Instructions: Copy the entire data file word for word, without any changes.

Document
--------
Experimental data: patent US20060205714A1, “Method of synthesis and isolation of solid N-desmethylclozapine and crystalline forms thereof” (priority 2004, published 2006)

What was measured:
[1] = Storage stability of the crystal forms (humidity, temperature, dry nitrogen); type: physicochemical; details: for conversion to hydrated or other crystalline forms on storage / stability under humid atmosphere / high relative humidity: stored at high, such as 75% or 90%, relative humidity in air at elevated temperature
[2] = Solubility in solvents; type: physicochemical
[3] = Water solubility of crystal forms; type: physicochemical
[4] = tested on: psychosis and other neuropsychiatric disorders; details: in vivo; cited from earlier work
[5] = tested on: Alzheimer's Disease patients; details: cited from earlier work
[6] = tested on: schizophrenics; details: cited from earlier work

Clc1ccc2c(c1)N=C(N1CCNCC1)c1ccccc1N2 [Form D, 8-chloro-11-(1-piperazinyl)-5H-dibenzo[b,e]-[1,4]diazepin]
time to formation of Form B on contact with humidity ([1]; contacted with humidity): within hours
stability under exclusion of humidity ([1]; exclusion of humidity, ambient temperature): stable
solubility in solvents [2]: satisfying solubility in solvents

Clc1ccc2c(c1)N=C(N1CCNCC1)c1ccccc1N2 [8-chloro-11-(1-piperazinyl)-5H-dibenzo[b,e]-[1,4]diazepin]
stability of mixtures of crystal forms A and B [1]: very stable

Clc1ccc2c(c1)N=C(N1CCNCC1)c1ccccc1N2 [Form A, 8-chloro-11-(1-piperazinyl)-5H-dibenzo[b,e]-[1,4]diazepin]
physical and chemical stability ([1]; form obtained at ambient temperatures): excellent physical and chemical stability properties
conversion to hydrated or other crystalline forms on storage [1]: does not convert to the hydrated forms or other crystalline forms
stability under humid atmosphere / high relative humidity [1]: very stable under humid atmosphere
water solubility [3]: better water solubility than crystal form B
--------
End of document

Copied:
Experimental data: patent US20060205714A1, “Method of synthesis and isolation of solid N-desmethylclozapine and crystalline forms thereof” (priority 2004, published 2006)

What was measured:
[1] = Storage stability of the crystal forms (humidity, temperature, dry nitrogen); type: physicochemical; details: for conversion to hydrated or other crystalline forms on storage / stability under humid atmosphere / high relative humidity: stored at high, such as 75% or 90%, relative humidity in air at elevated temperature
[2] = Solubility in solvents; type: physicochemical
[3] = Water solubility of crystal forms; type: physicochemical
[4] = tested on: psychosis and other neuropsychiatric disorders; details: in vivo; cited from earlier work
[5] = tested on: Alzheimer's Disease patients; details: cited from earlier work
[6] = tested on: schizophrenics; details: cited from earlier work

Clc1ccc2c(c1)N=C(N1CCNCC1)c1ccccc1N2 [Form D, 8-chloro-11-(1-piperazinyl)-5H-dibenzo[b,e]-[1,4]diazepin]
time to formation of Form B on contact with humidity ([1]; contacted with humidity): within hours
stability under exclusion of humidity ([1]; exclusion of humidity, ambient temperature): stable
solubility in solvents [2]: satisfying solubility in solvents

Clc1ccc2c(c1)N=C(N1CCNCC1)c1ccccc1N2 [8-chloro-11-(1-piperazinyl)-5H-dibenzo[b,e]-[1,4]diazepin]
stability of mixtures of crystal forms A and B [1]: very stable

Clc1ccc2c(c1)N=C(N1CCNCC1)c1ccccc1N2 [Form A, 8-chloro-11-(1-piperazinyl)-5H-dibenzo[b,e]-[1,4]diazepin]
physical and chemical stability ([1]; form obtained at ambient temperatures): excellent physical and chemical stability properties
conversion to hydrated or other crystalline forms on storage [1]: does not convert to the hydrated forms or other crystalline forms
stability under humid atmosphere / high relative humidity [1]: very stable under humid atmosphere
water solubility [3]: better water solubility than crystal form B